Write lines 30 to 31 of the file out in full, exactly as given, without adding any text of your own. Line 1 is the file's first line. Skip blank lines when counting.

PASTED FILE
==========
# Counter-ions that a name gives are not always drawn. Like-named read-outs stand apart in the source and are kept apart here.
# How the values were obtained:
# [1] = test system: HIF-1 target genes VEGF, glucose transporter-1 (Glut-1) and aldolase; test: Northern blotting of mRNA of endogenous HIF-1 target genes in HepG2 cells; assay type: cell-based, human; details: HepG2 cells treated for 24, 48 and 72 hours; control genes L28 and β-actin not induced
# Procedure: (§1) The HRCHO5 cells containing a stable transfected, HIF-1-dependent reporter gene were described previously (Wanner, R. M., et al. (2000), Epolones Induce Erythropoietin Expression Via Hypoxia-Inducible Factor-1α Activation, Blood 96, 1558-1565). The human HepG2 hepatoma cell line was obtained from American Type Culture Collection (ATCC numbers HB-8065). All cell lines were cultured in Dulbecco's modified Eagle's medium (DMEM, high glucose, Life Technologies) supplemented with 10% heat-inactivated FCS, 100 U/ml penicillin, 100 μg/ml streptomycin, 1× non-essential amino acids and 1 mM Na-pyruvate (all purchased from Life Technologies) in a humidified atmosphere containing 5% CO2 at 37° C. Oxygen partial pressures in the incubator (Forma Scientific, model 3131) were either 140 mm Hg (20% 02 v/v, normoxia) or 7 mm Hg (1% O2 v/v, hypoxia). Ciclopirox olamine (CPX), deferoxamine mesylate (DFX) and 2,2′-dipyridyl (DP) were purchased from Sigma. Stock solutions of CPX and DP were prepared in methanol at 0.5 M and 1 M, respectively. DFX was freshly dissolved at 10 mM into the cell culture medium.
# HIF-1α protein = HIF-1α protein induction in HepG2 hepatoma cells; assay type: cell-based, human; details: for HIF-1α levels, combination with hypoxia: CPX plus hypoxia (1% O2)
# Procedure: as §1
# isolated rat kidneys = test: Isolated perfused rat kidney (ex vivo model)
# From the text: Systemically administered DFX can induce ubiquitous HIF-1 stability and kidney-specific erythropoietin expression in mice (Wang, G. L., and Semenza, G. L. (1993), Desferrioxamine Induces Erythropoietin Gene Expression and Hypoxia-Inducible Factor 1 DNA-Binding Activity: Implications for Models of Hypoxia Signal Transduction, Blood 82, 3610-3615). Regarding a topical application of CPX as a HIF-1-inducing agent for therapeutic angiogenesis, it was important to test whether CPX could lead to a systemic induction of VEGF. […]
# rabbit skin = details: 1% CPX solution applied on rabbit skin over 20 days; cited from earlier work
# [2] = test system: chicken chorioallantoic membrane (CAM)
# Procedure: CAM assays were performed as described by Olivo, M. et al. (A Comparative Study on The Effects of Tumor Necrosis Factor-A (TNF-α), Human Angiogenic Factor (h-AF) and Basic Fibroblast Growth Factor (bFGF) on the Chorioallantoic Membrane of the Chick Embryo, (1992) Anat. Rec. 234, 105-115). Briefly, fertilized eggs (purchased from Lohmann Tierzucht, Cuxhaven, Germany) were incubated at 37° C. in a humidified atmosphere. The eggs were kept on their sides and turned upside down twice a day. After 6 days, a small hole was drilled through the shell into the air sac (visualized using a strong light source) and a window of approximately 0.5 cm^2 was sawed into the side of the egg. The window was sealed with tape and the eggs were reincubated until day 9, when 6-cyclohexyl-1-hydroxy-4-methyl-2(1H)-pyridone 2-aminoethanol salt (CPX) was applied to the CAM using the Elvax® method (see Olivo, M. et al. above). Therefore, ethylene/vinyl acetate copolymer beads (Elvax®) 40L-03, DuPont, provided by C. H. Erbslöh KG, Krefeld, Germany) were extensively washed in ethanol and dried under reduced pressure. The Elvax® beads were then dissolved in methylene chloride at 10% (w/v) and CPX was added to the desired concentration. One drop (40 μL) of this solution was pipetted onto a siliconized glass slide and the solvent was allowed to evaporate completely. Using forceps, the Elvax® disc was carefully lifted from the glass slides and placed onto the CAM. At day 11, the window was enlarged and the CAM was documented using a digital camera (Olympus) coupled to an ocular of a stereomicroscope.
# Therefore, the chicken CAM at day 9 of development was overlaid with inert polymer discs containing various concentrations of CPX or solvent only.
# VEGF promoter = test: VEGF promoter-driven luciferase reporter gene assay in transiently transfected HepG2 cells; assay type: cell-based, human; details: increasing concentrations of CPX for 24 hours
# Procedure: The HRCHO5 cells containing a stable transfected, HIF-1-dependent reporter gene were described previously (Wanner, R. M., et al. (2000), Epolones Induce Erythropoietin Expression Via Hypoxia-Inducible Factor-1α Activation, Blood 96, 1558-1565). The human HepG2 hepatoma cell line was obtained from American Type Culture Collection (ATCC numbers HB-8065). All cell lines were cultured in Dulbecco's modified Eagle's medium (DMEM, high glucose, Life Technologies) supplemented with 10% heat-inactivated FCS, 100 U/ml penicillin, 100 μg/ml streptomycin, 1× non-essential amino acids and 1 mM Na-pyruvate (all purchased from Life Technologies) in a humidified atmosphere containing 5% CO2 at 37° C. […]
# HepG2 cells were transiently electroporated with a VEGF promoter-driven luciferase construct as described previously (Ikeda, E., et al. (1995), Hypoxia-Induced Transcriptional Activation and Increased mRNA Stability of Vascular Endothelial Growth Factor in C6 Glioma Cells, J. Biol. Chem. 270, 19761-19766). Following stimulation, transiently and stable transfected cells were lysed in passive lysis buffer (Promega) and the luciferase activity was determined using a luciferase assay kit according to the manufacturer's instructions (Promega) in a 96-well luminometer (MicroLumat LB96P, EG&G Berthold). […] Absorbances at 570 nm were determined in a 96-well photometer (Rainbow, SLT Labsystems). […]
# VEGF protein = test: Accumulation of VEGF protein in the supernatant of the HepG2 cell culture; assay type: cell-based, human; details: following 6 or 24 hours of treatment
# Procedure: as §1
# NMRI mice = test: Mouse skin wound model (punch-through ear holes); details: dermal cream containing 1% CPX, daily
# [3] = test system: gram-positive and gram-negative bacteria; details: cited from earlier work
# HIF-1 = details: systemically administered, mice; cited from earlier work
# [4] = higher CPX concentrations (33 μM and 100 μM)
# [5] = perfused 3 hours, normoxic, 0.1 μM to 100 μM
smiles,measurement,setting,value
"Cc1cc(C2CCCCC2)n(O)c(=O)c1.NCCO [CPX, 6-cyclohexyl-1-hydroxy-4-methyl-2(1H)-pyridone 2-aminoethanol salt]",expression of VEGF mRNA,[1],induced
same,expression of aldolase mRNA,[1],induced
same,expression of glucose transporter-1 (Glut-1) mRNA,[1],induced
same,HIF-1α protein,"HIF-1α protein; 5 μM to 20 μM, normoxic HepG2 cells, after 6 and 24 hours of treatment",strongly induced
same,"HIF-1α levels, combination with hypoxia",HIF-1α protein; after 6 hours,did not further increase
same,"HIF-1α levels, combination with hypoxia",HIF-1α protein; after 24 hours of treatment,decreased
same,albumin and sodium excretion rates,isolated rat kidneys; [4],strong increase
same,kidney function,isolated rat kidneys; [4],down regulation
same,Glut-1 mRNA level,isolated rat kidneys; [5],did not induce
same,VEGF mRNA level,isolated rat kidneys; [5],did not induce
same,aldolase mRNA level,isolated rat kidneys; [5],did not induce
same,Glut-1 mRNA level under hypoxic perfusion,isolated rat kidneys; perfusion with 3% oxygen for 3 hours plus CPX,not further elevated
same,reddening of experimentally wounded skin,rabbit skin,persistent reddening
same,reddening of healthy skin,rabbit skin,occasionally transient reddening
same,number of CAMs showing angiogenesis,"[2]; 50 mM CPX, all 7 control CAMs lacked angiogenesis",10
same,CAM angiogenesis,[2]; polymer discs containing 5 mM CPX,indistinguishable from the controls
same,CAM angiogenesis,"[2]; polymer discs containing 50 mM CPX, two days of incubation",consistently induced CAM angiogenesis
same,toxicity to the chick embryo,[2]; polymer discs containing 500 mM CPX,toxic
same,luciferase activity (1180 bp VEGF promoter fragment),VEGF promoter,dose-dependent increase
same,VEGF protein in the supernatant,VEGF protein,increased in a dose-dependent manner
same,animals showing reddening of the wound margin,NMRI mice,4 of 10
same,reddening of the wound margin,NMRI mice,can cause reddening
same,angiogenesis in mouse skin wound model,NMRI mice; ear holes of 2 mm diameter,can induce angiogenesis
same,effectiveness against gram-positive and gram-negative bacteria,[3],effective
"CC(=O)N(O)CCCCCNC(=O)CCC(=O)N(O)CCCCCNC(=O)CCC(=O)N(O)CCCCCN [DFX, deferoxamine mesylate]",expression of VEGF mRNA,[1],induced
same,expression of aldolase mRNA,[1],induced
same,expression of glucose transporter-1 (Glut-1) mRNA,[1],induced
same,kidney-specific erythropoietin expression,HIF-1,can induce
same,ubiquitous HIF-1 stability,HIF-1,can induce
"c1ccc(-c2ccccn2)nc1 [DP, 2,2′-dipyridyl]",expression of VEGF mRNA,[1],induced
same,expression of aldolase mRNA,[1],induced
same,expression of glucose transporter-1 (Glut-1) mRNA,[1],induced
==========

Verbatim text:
same,albumin and sodium excretion rates,isolated rat kidneys; [4],strong increase
same,kidney function,isolated rat kidneys; [4],down regulation